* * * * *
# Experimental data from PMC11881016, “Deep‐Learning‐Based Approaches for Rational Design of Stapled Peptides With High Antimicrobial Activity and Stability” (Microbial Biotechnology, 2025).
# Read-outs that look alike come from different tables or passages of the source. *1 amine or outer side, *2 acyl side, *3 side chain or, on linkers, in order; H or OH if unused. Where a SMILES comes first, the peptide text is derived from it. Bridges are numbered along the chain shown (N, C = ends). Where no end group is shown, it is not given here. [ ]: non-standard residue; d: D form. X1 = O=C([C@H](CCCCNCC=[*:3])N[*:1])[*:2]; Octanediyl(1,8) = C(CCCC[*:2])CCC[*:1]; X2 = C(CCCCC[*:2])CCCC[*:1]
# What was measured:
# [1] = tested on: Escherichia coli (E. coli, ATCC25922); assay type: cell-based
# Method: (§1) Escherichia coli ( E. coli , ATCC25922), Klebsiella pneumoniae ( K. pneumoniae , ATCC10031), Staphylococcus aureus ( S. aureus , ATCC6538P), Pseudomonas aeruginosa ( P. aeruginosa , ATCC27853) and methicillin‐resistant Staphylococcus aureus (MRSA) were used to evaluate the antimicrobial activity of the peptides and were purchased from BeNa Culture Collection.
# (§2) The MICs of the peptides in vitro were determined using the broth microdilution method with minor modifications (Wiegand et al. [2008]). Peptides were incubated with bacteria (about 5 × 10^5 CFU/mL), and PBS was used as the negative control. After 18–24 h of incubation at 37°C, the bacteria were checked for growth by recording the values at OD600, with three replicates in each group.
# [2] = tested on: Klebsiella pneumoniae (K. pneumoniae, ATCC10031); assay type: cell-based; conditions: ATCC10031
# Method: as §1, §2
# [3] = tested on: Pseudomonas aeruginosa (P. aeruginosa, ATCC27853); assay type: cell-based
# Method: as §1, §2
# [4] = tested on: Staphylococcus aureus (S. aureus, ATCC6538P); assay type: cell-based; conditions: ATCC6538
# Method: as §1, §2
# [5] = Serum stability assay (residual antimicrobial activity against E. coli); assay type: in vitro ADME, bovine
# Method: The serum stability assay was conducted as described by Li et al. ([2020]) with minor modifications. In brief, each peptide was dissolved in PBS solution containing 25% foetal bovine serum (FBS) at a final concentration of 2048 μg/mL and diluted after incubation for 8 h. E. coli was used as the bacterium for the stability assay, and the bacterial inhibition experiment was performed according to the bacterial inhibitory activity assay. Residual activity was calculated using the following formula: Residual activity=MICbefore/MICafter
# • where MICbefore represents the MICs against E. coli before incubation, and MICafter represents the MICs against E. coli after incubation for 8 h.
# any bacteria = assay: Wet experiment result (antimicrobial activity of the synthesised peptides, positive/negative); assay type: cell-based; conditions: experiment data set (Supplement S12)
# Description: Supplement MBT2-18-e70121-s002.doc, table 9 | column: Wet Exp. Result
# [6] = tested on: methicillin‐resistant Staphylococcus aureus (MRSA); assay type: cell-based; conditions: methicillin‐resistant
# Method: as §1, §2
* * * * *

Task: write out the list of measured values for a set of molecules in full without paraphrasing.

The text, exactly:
# Experimental data from PMC11881016, “Deep‐Learning‐Based Approaches for Rational Design of Stapled Peptides With High Antimicrobial Activity and Stability” (Microbial Biotechnology, 2025).
# Read-outs that look alike come from different tables or passages of the source. *1 amine or outer side, *2 acyl side, *3 side chain or, on linkers, in order; H or OH if unused. Where a SMILES comes first, the peptide text is derived from it. Bridges are numbered along the chain shown (N, C = ends). Where no end group is shown, it is not given here. [ ]: non-standard residue; d: D form. X1 = O=C([C@H](CCCCNCC=[*:3])N[*:1])[*:2]; Octanediyl(1,8) = C(CCCC[*:2])CCC[*:1]; X2 = C(CCCCC[*:2])CCCC[*:1]
# What was measured:
# [1] = tested on: Escherichia coli (E. coli, ATCC25922); assay type: cell-based
# Method: (§1) Escherichia coli ( E. coli , ATCC25922), Klebsiella pneumoniae ( K. pneumoniae , ATCC10031), Staphylococcus aureus ( S. aureus , ATCC6538P), Pseudomonas aeruginosa ( P. aeruginosa , ATCC27853) and methicillin‐resistant Staphylococcus aureus (MRSA) were used to evaluate the antimicrobial activity of the peptides and were purchased from BeNa Culture Collection.
# (§2) The MICs of the peptides in vitro were determined using the broth microdilution method with minor modifications (Wiegand et al. [2008]). Peptides were incubated with bacteria (about 5 × 10^5 CFU/mL), and PBS was used as the negative control. After 18–24 h of incubation at 37°C, the bacteria were checked for growth by recording the values at OD600, with three replicates in each group.
# [2] = tested on: Klebsiella pneumoniae (K. pneumoniae, ATCC10031); assay type: cell-based; conditions: ATCC10031
# Method: as §1, §2
# [3] = tested on: Pseudomonas aeruginosa (P. aeruginosa, ATCC27853); assay type: cell-based
# Method: as §1, §2
# [4] = tested on: Staphylococcus aureus (S. aureus, ATCC6538P); assay type: cell-based; conditions: ATCC6538
# Method: as §1, §2
# [5] = Serum stability assay (residual antimicrobial activity against E. coli); assay type: in vitro ADME, bovine
# Method: The serum stability assay was conducted as described by Li et al. ([2020]) with minor modifications. In brief, each peptide was dissolved in PBS solution containing 25% foetal bovine serum (FBS) at a final concentration of 2048 μg/mL and diluted after incubation for 8 h. E. coli was used as the bacterium for the stability assay, and the bacterial inhibition experiment was performed according to the bacterial inhibitory activity assay. Residual activity was calculated using the following formula: Residual activity=MICbefore/MICafter
# • where MICbefore represents the MICs against E. coli before incubation, and MICafter represents the MICs against E. coli after incubation for 8 h.
# any bacteria = assay: Wet experiment result (antimicrobial activity of the synthesised peptides, positive/negative); assay type: cell-based; conditions: experiment data set (Supplement S12)
# Description: Supplement MBT2-18-e70121-s002.doc, table 9 | column: Wet Exp. Result
# [6] = tested on: methicillin‐resistant Staphylococcus aureus (MRSA); assay type: cell-based; conditions: methicillin‐resistant
# Method: as §1, §2